One of the hottest topics in the IT sector has been the "Heartbleed" computer bug that was discovered earlier this week. It is a vulnerability in a piece of software called OpenSSL which is used as part of the server software Apache. Nearly two-thirds of Websites use this to create secure connections between the user's computer and the company server.
The problem is that there is a piece of code in OpenSSL that is vulnerable to hacking. Any criminal who knows where to look can access any data that is being passed between the server and the user. This includes payment information, email addresses, passwords and essentially any business critical information one can think off. Reuters is reporting that this vulnerability could spread beyond web programming to firewalls and even mobile devices.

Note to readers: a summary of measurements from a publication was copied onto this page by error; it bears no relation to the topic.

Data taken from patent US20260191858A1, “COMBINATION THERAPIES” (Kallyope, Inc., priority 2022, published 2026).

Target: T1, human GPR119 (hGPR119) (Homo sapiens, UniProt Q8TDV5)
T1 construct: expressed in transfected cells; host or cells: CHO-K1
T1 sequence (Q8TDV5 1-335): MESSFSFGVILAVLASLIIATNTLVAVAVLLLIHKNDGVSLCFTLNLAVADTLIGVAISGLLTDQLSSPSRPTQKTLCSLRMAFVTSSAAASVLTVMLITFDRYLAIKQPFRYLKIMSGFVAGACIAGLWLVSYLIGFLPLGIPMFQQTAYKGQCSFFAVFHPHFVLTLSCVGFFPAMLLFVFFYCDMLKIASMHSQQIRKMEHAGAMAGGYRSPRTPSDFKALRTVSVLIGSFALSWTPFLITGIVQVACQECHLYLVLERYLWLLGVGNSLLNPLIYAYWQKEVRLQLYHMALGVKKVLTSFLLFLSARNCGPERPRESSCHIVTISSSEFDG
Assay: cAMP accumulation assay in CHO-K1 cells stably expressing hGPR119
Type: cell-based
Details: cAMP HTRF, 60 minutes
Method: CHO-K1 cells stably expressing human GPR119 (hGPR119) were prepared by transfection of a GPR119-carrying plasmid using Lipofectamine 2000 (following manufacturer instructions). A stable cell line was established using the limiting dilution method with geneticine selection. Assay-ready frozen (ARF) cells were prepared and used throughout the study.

This has caused much panic in the IT world and many organizations are reaching out to their users. Apple, for instance, had a spokesperson speak with Re/code, who said that iOS, OSX and other "key web services" were not affected by Heartbleed.
"Apple takes security very seriously. IOS and OS X never incorporated the vulnerable software and key Web-based services were not affected," an Apple spokesperson told the news source.
Despite this, many techies are also urging people to start changing their passwords just to be safe. This is a security breach that could affect millions of people around the world that organizations are scrambling to patch. It also highlights how important it is for companies to have a handle on their IT security.